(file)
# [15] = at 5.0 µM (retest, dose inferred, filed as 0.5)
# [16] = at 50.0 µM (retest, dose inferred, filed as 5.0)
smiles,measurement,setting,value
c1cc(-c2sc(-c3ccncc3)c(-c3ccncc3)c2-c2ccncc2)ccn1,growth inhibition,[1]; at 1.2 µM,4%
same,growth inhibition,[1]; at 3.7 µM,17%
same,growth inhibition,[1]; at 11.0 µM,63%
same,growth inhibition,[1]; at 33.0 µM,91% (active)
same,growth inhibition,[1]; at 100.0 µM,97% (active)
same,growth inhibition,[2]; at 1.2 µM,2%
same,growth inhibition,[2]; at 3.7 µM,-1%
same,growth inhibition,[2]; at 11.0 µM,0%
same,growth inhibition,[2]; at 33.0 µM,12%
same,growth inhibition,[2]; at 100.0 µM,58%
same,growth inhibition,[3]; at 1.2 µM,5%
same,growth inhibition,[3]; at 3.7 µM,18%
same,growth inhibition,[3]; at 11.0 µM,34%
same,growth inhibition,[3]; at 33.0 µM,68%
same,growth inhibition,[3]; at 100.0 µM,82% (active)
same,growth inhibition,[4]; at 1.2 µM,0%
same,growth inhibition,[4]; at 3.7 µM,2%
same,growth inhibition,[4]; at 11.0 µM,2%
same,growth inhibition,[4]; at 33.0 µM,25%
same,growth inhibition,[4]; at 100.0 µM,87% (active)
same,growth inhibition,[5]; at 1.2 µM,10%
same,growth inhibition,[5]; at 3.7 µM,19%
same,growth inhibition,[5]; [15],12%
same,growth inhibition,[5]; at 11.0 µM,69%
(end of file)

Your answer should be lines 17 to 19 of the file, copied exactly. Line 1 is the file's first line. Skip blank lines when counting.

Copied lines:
same,growth inhibition,[3]; at 33.0 µM,68%
same,growth inhibition,[3]; at 100.0 µM,82% (active)
same,growth inhibition,[4]; at 1.2 µM,0%